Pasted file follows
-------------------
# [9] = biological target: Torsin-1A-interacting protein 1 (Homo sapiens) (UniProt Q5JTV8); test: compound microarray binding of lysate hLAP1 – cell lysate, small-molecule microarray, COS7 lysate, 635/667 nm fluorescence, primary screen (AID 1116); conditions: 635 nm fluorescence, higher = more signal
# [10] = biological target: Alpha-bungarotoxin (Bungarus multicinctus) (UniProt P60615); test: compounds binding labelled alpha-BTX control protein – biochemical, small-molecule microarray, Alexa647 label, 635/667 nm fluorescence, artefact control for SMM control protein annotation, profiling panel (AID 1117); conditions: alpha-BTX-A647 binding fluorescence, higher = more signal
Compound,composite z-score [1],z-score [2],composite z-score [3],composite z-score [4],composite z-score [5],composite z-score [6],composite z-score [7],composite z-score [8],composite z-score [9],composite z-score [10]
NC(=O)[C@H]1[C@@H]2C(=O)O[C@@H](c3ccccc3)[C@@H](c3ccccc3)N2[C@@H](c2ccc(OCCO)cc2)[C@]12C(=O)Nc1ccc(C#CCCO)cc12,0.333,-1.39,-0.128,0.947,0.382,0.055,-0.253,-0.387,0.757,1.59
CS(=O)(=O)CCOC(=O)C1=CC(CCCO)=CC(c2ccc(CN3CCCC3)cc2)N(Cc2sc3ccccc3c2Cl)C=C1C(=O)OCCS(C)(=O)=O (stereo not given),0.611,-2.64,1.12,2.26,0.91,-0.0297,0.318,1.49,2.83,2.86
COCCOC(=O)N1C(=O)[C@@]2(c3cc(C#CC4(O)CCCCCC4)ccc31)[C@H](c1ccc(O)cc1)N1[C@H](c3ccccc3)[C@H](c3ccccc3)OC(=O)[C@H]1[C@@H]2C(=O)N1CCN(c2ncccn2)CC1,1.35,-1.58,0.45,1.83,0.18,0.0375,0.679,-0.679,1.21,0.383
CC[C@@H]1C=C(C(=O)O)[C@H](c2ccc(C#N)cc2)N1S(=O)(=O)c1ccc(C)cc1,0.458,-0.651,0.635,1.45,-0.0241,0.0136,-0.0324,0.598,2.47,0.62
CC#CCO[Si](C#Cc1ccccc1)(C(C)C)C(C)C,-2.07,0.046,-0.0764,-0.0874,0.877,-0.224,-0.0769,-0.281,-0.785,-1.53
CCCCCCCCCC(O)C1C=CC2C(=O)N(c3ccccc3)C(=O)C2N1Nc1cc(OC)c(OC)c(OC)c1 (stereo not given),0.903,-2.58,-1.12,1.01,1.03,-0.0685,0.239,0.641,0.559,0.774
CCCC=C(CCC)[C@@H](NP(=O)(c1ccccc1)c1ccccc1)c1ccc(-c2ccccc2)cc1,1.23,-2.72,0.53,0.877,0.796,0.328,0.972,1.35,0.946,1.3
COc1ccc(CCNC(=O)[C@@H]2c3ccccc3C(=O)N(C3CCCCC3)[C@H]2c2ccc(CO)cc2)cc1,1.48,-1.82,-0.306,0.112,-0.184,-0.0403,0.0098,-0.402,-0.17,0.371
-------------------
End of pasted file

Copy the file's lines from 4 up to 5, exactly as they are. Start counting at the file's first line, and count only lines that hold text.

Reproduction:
NC(=O)[C@H]1[C@@H]2C(=O)O[C@@H](c3ccccc3)[C@@H](c3ccccc3)N2[C@@H](c2ccc(OCCO)cc2)[C@]12C(=O)Nc1ccc(C#CCCO)cc12,0.333,-1.39,-0.128,0.947,0.382,0.055,-0.253,-0.387,0.757,1.59
CS(=O)(=O)CCOC(=O)C1=CC(CCCO)=CC(c2ccc(CN3CCCC3)cc2)N(Cc2sc3ccccc3c2Cl)C=C1C(=O)OCCS(C)(=O)=O (stereo not given),0.611,-2.64,1.12,2.26,0.91,-0.0297,0.318,1.49,2.83,2.86